This series consists of high-quality monographs that explore best practice in the teaching of all areas of law, whilst addressing wider questions about legal education more generally. With contributions from respected academics around the world, this series explores innovative thinking and practice within the context of a generally conservative branch of academia, with the aim of promoting discussion as to how best to teach the various aspects of the law degree and ensure the ongoing validity of the law degree as a whole. Individual books within the series will focus on specific areas of law and will discuss questions such as: could there be more variety in teaching methods and curriculum design? What is the role for more practical courses? Should students be offered law degrees with specialisations, or with an emphasis on the role of law in society?
The books in this series will be of great interest to academics, researchers and postgraduates in the fields of law and education, as well as teachers of law who may be interested in reviving curricula and need a prompt in that direction. In addition, the legal profession, and in particular those who regulate entry into the profession, will find much to interest them within the series.
Edited By Yvonne Daly, Jeremy Gans, PJ Schwikkard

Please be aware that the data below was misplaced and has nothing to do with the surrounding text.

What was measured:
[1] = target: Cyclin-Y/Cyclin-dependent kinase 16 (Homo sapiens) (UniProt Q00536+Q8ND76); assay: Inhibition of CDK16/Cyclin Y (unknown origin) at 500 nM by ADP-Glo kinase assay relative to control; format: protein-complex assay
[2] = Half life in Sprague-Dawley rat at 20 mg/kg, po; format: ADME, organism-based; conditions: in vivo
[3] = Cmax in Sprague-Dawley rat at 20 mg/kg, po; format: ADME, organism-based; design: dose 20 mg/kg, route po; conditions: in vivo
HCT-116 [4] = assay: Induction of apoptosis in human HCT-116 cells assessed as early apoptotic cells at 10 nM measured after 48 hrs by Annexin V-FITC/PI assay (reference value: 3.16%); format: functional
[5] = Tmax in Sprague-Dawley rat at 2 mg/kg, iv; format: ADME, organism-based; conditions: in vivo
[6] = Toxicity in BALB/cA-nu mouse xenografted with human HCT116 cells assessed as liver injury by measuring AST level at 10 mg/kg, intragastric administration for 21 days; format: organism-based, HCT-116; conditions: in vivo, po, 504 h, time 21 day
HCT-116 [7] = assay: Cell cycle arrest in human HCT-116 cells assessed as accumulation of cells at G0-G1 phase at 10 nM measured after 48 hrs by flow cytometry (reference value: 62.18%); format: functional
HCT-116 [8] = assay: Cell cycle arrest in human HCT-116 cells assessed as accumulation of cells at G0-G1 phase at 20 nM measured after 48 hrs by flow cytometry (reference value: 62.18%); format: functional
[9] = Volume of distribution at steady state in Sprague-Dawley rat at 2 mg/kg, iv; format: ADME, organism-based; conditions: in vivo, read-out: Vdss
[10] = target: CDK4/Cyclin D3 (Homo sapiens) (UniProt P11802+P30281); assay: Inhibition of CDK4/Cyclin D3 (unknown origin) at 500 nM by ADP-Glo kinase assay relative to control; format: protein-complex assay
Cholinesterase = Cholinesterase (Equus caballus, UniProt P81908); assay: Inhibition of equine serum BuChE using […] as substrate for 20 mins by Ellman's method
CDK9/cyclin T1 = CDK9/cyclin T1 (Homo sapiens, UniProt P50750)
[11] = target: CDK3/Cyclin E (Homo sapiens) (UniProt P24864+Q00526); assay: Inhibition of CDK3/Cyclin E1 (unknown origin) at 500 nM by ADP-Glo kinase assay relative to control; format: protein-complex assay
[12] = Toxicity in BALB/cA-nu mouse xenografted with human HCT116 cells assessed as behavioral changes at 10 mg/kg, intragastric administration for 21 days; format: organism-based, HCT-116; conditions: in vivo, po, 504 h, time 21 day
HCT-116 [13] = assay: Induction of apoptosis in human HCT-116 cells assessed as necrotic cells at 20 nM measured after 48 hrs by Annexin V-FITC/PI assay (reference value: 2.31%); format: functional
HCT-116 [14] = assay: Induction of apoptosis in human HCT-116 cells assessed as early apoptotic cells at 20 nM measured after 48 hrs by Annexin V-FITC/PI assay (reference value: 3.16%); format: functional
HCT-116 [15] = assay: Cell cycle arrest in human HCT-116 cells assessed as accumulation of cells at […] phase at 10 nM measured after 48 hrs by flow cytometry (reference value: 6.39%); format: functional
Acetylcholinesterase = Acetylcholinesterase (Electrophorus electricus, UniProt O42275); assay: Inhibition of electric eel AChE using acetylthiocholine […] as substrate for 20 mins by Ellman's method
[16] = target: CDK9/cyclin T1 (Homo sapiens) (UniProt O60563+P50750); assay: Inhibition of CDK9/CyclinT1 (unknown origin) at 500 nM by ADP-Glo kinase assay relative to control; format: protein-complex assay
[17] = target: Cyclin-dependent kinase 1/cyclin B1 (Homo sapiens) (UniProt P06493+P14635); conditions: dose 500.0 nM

July 22, 2020
Teaching Evidence Law sets out the contemporary experiences of evidence teachers in a range of common law countries across four continents: Australia, Canada, Hong Kong, Ireland, New Zealand, South Africa, the United Kingdom and the United States. It addresses key themes and places these in the ...
Edited By Emma Jones, Fiona Cownie
February 06, 2020
Key Directions in Legal Education identifies and explores key contemporary and emerging themes that are significant and heavily debated within legal education from both UK and international perspectives. It provides a rich comparative dialogue and insights into the current and future directions of ...
By Emma Jones
August 29, 2019
Law schools are failing both their staff and students by requiring them to prize reason and rationality and to suppress or ignore emotions. Despite innovations in terms of both content and teaching techniques, there is little evidence that emotions are effectively acknowledged or utilised within ...
Edited By Warren Swain, David Campbell
January 23, 2019
Reimagining Contract Law Pedagogy examines why existing contract teaching pedagogy has remained in place for so long and argues for an overhaul of the way it is taught. With contributions from a range of jurisdictions and types of university, it provides a survey of contract law courses across the ...
Edited By Richard Grimes
December 19, 2018
Whilst educational theory has developed significantly in recent years, much of the law curriculum remains content-driven and delivered traditionally, predominantly through lecture format. Students are, in the main, treated as empty vessels to be filled by the eminent academics of the day. ...
Edited By Kris Gledhill, Ben Livings
March 07, 2018
The Teaching of Criminal Law provides the first considered discussion of the pedagogy that should inform the teaching of criminal law. It originates from a survey of criminal law courses in different parts of the English-speaking world which showed significant similarity across countries and over ...